Some authors have analyzed the temporal profile of acute lung inflammation induced by 45 min of ischemia followed by 30 min, 2 and 4 h of intestinal reperfusion [44]. It was observed that there is a time-dependent increase in pulmonary microvascular leakage as well as MPO activity, reaching a maximum of 2 h after intestinal I/R. Our results are in agreement with those reported by these authors. In this study, we demonstrated that rats treated with laser irradiation at 30 min after initial of intestinal reperfusion presented a reduction in Evan blue content as well as MPO activity in lung tissue. At the same time, we also showed that the number of inflammatory cells in BALF from rats inflamed was markedly reduced by the laser treatment. This suggests that LLLT beneficial effect is linked to mechanisms of endothelium–leukocyte interaction. We have previously reported that LLLT reduced the pulmonary microvascular leakage and MPO activity in a model of acute lung inflammation induced by 45 min of ischemia followed by 4 h of reperfusion [32]. In this study, we observed that LLLT is also efficient in reducing the features of acute lung inflammation induced by intestinal I/R after 2 h of the intestinal reperfusion. An important point to be emphasized is the capacity of the laser therapy to provide beneficial effect in lung at early as well as lately times post the intestinal reperfusion.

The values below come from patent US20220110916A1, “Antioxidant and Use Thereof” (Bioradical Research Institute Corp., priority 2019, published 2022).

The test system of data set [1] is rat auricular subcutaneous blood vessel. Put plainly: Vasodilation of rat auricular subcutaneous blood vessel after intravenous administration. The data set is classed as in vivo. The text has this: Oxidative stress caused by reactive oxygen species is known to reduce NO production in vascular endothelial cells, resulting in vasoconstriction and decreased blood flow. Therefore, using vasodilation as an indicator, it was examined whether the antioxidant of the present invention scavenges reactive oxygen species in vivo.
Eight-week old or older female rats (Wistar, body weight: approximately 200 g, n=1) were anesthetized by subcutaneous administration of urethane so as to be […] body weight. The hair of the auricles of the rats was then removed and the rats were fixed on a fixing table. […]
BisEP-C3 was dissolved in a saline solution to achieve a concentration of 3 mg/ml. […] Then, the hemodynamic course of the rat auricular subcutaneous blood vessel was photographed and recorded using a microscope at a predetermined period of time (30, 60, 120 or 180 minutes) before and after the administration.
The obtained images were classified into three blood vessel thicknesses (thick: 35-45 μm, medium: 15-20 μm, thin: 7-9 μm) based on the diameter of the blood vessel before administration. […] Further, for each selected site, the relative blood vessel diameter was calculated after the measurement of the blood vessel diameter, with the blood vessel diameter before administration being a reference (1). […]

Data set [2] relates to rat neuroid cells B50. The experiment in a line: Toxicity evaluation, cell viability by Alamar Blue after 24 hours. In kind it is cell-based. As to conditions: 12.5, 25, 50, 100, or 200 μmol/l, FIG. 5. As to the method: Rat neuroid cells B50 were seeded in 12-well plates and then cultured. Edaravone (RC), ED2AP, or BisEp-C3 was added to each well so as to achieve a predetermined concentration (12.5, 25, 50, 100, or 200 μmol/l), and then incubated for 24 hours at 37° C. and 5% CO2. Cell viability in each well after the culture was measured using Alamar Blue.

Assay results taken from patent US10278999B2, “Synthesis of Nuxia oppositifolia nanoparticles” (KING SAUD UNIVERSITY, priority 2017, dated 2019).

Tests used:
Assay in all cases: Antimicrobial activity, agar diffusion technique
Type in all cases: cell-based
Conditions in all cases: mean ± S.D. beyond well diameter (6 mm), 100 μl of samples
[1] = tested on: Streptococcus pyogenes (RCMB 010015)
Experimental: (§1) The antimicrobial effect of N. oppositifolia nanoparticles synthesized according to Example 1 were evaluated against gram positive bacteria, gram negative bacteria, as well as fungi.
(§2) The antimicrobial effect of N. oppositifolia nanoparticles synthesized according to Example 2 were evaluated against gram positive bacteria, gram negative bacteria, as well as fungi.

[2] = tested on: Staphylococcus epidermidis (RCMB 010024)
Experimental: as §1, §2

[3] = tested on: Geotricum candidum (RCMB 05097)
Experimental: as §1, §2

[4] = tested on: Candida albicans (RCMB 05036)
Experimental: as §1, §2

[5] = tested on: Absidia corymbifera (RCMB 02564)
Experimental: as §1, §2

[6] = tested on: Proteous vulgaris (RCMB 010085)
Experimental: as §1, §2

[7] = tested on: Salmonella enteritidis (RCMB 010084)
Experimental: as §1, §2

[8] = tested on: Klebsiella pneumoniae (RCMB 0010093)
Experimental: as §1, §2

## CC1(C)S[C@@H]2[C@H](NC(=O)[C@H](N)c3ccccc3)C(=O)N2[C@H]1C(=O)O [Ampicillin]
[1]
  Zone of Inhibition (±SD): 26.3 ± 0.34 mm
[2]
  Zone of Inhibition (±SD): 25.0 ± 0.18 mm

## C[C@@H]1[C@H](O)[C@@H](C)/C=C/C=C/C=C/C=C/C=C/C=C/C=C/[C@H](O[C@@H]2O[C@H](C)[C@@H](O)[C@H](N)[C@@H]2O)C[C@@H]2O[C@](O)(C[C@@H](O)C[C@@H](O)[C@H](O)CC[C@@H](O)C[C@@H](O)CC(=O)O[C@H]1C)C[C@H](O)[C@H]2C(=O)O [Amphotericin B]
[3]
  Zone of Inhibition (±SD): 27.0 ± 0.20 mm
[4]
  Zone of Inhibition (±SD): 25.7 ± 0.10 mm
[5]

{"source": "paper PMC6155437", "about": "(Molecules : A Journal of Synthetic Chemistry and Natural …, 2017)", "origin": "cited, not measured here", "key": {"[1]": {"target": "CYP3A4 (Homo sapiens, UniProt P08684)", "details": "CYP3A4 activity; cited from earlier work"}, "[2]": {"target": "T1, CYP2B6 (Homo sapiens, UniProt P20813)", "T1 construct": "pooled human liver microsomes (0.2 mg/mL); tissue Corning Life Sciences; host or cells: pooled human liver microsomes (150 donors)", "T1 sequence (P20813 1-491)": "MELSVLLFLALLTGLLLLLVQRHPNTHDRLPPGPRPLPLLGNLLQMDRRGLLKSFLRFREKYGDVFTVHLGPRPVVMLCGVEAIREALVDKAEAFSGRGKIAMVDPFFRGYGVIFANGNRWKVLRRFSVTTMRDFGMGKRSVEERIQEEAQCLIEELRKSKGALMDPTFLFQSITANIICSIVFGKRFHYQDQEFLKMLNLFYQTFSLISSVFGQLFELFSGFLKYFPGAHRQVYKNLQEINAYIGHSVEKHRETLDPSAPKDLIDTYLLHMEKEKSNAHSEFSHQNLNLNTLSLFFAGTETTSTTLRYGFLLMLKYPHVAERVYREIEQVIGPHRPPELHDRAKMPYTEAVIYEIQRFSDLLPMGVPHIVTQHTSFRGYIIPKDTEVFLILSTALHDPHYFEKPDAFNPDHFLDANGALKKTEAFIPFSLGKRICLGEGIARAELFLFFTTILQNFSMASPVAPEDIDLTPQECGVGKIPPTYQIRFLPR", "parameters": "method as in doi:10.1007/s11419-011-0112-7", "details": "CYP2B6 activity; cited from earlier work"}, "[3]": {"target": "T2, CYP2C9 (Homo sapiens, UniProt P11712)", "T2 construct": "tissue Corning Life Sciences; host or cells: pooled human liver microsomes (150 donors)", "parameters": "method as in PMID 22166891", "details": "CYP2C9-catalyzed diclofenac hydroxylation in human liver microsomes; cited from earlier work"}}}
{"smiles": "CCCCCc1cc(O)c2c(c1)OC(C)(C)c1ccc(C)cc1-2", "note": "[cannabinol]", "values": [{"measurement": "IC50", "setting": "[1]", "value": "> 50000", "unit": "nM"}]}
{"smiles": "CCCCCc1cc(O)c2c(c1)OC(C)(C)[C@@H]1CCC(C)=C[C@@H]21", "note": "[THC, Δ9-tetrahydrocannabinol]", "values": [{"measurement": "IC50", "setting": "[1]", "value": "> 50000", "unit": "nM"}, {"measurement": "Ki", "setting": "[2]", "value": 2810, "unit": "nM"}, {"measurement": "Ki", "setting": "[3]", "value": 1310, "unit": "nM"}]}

The effect of the low-level laser on inflammatory infiltrate in BALF as well as in lung tissue can be explained by its action on ICAM-1 adhesion molecules that play an important role in the endothelium–leukocyte interaction. It was reported in the literature that animals submitted to 60 min of intestinal ischemia followed by 90 min of reperfusion synthesized an elevated level of ICAM-1 in lung tissue [21]. Our results in the present study show that the ICAM-1 protein in lung was markedly reduced in animals subjected to intestinal reperfusion and laser treatment. Furthermore, the effect on ICAM-1 mRNA expression shows that the laser is able to interfere in one of the steps involved in the ICAM-1 synthesis. This last effect evidences the important role of laser irradiation in cellular signaling that controls the neutrophils influx and consequently the exacerbation of inflammatory response.